Nebraska Chemistry is pleased to introduce Dr. James Checco as one of the newest faculty members of the department. Checco joined the University of Nebraska-Lincoln in August 2019 as Assistant Professor.
Checco received his undergraduate degree from St. Olaf College in Northfield, Minnesota. Checco then received his Ph.D. in Chemistry from the University of Wisconsin-Madison in the group of Professor Samuel Gellman. Prior to joining Nebraska Chemistry, Checco was a Beckman Institute Postdoctoral Fellow at the University of Illinois at Urbana-Champaign. Under the mentorship of Professor Jonathan Sweedler, Checco’s research explored the biochemical signaling pathways of D-amino acid-containing neuropeptides. Checco has published ten peer-reviewed articles, is an inventor on one patent, has given over a dozen research seminars and conference presentations, and won numerous awards for research, outstanding presentations, and mentorship.
At Nebraska, Dr. Checco’s lab aims to answer open questions related to how cells in living systems communicate with one another. Checco is particularly interested in the functions of neuropeptides and peptide hormones, small proteins that serve as chemical transmitters which play important roles in the central nervous and endocrine systems. “We use chemical approaches to answer important questions in cell-to-cell signaling, including identifying and quantifying the chemical signals that are present, figuring out how these molecules function, and designing novel chemical tools to understand the details of this signaling,” said Checco, “Our research aims to shed light on how normal and diseased cells communicate, with a long-term goal of identifying new targets for therapeutic treatment.”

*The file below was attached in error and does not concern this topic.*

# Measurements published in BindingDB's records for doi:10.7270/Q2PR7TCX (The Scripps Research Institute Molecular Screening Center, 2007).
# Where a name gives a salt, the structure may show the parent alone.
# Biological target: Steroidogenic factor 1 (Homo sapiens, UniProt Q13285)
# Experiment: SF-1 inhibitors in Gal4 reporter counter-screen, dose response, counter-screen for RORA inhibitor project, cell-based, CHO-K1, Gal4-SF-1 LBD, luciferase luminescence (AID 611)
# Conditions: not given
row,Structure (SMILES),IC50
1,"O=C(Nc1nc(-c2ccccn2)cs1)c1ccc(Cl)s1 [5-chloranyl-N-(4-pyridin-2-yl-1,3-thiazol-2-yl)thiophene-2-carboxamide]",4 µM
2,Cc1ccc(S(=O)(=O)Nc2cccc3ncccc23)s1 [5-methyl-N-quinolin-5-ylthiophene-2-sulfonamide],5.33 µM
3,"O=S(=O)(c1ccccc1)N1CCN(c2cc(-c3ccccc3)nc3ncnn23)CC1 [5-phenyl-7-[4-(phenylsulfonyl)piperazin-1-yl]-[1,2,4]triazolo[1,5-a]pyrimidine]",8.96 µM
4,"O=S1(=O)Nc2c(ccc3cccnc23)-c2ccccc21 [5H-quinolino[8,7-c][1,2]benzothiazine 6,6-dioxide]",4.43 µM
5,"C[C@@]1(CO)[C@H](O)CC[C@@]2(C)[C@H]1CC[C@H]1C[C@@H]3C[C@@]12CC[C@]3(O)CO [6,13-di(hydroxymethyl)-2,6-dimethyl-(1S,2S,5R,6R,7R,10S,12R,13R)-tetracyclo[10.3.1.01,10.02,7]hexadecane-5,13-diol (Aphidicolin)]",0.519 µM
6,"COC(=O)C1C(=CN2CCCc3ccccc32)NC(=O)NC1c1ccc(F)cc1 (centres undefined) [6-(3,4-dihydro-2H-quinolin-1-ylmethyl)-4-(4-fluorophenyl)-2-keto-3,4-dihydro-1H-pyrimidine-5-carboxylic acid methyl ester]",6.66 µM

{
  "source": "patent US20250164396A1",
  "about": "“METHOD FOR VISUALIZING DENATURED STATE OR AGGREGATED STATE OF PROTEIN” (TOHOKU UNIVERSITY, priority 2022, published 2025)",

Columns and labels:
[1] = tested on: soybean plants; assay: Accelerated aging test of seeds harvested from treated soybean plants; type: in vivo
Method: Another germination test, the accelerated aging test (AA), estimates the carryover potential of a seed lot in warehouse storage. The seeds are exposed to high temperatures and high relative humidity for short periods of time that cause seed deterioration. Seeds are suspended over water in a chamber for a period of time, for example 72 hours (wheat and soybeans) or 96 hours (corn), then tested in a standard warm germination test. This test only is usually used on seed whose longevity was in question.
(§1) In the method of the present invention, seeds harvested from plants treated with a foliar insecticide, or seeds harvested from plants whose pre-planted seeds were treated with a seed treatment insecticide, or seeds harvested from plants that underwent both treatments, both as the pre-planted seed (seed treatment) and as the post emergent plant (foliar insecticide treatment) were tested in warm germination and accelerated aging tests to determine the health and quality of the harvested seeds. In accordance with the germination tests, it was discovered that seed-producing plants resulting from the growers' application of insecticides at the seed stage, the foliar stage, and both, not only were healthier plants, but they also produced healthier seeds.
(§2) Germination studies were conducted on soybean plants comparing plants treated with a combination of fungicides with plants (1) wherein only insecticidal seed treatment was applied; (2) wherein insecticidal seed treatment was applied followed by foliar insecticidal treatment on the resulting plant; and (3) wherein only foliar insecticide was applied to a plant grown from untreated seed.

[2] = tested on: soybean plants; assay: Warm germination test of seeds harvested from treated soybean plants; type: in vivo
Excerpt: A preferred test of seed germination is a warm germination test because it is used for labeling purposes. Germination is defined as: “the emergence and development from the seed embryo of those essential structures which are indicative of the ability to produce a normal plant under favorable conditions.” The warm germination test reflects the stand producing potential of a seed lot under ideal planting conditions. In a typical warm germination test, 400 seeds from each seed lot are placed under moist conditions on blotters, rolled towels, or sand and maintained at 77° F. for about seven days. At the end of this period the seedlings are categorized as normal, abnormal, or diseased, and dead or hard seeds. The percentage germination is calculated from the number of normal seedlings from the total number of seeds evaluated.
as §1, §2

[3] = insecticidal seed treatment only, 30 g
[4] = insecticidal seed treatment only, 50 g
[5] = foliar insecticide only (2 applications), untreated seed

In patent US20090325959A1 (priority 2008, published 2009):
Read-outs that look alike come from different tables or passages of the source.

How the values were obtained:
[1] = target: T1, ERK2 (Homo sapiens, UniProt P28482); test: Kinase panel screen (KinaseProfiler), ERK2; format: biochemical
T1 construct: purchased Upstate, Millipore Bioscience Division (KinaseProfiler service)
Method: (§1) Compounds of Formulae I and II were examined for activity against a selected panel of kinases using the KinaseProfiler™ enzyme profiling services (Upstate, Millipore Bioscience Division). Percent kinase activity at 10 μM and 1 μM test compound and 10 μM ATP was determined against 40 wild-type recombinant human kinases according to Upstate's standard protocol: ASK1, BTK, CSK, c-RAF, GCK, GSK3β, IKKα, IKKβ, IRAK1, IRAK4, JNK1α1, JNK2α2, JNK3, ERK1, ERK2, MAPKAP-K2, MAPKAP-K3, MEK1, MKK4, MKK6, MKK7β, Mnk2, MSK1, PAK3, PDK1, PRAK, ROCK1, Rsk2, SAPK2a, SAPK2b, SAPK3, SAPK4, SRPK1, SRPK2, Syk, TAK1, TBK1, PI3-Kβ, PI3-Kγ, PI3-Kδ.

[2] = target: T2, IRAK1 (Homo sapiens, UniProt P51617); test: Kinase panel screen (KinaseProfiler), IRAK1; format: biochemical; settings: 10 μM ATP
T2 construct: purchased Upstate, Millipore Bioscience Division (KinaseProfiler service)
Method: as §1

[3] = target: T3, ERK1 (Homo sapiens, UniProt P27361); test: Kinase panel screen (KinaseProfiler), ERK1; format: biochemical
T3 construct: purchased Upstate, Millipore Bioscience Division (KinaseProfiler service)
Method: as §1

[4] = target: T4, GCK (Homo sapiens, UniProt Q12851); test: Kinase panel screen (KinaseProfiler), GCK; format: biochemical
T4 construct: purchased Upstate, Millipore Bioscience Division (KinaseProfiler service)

Checco is eager to grow his new research group at Nebraska. He reflected on his own graduate school experience in how he hopes to develop his own lab, “I woke up almost every day truly excited to get to lab, to solve a problem, and to discover something new. I aim for my students to look back on their time in my group in a similar way, truly enjoying what they are doing.”
Checco will also serve as a Project Leader for the Nebraska Center for Integrated Bimolecular Communication (NCIBC). In regards to this additional appointment, Checco added, “NCIBC is a unique program that supports research in cellular communication, facilitates interdisciplinary collaborations, and provides mentorship to junior faculty members. Participating in this program is an incredible opportunity that was impossible to pass up.”
Checco was drawn to Nebraska because of the high quality and interdisciplinary nature of the research. Checco was also very impressed with the world-class facilities across all of UNL, noting specifically the Nebraska Center for Mass Spectrometry (NCMS). Checco said, “The state-of the-art mass spectrometry instrumentation available in the NCMS provides my lab with key resources required to answer important research questions.”
“In my short time as part of the department, I have been especially impressed by the collegiality and stimulating research environment created by the faculty, staff, and students,” Checco adds, “Nebraska Chemistry as an ideal department for my research to flourish.”